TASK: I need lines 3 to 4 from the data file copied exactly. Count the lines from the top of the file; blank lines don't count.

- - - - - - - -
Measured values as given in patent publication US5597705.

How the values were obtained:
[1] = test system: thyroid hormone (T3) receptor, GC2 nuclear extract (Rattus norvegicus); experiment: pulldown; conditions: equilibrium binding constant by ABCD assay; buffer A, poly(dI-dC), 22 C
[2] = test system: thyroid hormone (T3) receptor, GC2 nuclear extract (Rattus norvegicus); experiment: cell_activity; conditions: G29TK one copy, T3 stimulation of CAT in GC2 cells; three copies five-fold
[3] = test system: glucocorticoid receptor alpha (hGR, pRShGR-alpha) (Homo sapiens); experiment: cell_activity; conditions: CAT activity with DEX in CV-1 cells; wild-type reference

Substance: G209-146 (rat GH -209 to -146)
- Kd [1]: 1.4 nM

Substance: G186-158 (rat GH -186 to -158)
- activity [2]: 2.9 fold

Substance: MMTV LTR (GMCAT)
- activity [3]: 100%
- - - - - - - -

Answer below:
[1] = test system: thyroid hormone (T3) receptor, GC2 nuclear extract (Rattus norvegicus); experiment: pulldown; conditions: equilibrium binding constant by ABCD assay; buffer A, poly(dI-dC), 22 C
[2] = test system: thyroid hormone (T3) receptor, GC2 nuclear extract (Rattus norvegicus); experiment: cell_activity; conditions: G29TK one copy, T3 stimulation of CAT in GC2 cells; three copies five-fold